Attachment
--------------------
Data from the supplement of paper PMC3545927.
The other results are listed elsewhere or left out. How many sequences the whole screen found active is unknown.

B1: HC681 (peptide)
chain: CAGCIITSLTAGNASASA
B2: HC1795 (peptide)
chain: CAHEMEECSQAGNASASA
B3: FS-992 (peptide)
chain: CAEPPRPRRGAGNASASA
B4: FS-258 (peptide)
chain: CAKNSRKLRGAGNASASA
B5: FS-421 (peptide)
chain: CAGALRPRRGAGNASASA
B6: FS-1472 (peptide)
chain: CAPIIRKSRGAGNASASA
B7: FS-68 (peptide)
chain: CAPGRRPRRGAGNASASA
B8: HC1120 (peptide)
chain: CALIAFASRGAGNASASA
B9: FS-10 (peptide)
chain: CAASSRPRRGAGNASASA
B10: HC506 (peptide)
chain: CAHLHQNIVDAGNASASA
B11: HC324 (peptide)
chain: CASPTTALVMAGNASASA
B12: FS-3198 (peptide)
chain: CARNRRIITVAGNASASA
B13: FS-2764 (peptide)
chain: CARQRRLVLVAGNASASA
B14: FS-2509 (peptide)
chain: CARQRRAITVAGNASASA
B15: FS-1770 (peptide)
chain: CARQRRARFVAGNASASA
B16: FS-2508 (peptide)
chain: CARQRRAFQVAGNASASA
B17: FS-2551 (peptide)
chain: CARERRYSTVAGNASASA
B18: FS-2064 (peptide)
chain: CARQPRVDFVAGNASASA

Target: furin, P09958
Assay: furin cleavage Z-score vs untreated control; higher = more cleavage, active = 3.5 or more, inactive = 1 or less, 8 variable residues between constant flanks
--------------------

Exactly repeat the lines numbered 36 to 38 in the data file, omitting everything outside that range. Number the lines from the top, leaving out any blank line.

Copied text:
chain: CARERRYSTVAGNASASA
B18: FS-2064 (peptide)
chain: CARQPRVDFVAGNASASA